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Poynter Institute

From Wikipedia, the free encyclopedia

Poynter Institute
Poynter-logo.png
Logo of the Poynter Institute
MottoDemocracy needs journalism. Journalism needs Poynter.
TypeSchool of Journalism
EstablishedMay 29, 1975
PresidentNeil Brown[1]
Location, ,
Websitewww.poynter.org Edit this at Wikidata

The Poynter Institute for Media Studies is a non-profit journalism school and research organization located in St. Petersburg, Florida. The school is the owner of the Tampa Bay Times newspaper and the International Fact-Checking Network.[2][3]

History

The school began on May 29, 1975, when Nelson Poynter, the owner and chairman of the St. Petersburg Times (now the Tampa Bay Times) and Times Publishing Company, announced that he planned to start a small journalism school called the Modern Media Institute. (The name of the school was changed to the Poynter Institute almost a decade later.)[citation needed]

In 1977, Nelson Poynter willed ownership of the Times Publishing Company to the Institute so that after his death the school would become the owner of the St. Petersburg Times. Poynter died on June 15, 1978, at the age of 74. He had become ill in his office just a few hours after he helped break ground for the new St. Petersburg campus of the University of South Florida.[citation needed]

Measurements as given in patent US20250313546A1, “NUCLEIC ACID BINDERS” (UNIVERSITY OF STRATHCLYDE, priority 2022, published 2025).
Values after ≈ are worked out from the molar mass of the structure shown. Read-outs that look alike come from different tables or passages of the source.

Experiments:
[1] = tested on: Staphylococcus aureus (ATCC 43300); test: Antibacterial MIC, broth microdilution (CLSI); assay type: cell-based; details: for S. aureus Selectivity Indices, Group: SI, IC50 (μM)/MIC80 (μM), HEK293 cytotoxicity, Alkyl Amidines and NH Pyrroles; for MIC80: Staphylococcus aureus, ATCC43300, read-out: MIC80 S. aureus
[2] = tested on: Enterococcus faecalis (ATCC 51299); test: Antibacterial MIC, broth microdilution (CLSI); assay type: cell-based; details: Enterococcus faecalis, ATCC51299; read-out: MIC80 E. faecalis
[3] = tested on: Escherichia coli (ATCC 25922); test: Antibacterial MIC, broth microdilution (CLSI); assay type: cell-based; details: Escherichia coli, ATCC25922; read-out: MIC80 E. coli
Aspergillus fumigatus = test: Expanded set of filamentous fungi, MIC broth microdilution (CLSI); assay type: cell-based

At that point, the Institute began to grow into the larger school that exists today. The Poynter Institute's second president, Robert J. Haiman, moved the institute in 1985 from the bank building on Central Avenue to the award-winning building where it is located today.[4]

Craig Newmark is a board member of the Poynter Foundation and donated $1 million to it in 2015.[5][6] In 2017, the Poynter Institute received $1.3 million from the Omidyar Network and the Open Society Foundations in order to support new projects in three main areas: fact-checking technology, impact tracking, and financial awards through innovation grants and crowdfunding matches.[7]

News University

News University (NewsU) is a project of the Poynter Institute that offers journalism training through methods including e-learning courses, webinars, and learning games. NewsU is funded by the John S. and James L. Knight Foundation.[8]

International Fact-Checking Network

In 2015, the institute launched the International Fact-Checking Network (IFCN), which sets a code of ethics for fact-checking organizations. The IFCN reviews fact-checkers for compliance with its code, and issues a certification to publishers who pass the audit. The certification lasts for one year, and fact-checkers must be re-examined annually to retain their certifications.[9] Google, Facebook, and other technology companies use the IFCN's certification to vet publishers for fact-checking contracts.[10][11]

The IFCN and the American Press Institute jointly publish Factually, a newsletter on fact-checking and journalism ethics.[9][12]

Fake news blacklist